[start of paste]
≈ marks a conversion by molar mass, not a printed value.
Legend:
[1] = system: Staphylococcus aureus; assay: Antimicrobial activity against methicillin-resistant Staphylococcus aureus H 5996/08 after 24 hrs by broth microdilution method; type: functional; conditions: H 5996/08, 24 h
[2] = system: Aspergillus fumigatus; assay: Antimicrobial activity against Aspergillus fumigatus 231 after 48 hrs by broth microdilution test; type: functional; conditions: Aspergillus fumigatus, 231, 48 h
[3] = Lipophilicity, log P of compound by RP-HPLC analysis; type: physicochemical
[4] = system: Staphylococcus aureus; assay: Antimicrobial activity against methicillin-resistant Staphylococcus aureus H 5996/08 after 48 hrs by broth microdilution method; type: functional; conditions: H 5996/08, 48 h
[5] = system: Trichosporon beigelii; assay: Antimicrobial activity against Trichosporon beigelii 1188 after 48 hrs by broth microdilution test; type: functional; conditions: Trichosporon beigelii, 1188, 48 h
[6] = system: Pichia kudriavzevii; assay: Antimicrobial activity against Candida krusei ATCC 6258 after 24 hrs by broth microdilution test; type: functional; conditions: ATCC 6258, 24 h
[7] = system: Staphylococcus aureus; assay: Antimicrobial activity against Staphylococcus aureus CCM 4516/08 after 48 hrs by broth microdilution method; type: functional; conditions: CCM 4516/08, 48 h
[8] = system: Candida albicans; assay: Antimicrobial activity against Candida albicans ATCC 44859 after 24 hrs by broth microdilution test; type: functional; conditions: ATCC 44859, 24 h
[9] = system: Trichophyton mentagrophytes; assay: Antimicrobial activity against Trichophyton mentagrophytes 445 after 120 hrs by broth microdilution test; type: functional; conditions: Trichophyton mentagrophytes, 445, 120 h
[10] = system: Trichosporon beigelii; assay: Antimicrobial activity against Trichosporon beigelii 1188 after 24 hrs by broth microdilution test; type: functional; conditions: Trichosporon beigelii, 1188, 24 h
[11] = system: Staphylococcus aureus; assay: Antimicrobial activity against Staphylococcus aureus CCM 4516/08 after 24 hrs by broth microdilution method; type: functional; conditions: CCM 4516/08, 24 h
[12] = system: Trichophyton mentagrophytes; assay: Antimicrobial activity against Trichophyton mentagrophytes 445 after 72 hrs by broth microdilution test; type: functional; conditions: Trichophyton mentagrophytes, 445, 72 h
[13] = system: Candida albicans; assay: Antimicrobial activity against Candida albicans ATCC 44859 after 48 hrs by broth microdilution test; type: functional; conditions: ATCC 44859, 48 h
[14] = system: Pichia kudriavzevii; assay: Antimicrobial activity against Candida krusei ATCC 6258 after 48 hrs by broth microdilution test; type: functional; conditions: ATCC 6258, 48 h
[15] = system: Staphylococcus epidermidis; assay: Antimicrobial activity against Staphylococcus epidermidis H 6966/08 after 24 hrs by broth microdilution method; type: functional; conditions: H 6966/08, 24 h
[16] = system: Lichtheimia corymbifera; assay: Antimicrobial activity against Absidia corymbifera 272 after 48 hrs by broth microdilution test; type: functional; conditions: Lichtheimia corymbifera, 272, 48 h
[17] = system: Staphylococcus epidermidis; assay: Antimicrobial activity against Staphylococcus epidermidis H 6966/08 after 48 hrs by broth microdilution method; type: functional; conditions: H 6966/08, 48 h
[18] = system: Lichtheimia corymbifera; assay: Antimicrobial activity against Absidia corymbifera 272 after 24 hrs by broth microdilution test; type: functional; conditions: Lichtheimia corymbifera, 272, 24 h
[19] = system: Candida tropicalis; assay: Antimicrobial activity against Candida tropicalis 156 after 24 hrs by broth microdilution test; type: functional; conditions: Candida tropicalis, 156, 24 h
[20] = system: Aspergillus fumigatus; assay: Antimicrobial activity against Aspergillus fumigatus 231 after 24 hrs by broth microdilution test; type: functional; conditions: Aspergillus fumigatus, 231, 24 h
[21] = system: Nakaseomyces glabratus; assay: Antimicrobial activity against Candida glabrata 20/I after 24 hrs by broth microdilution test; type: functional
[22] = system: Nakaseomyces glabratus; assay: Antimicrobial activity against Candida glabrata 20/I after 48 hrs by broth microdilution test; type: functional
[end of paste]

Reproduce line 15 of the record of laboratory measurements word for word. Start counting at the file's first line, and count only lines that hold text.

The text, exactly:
[13] = system: Candida albicans; assay: Antimicrobial activity against Candida albicans ATCC 44859 after 48 hrs by broth microdilution test; type: functional; conditions: ATCC 44859, 48 h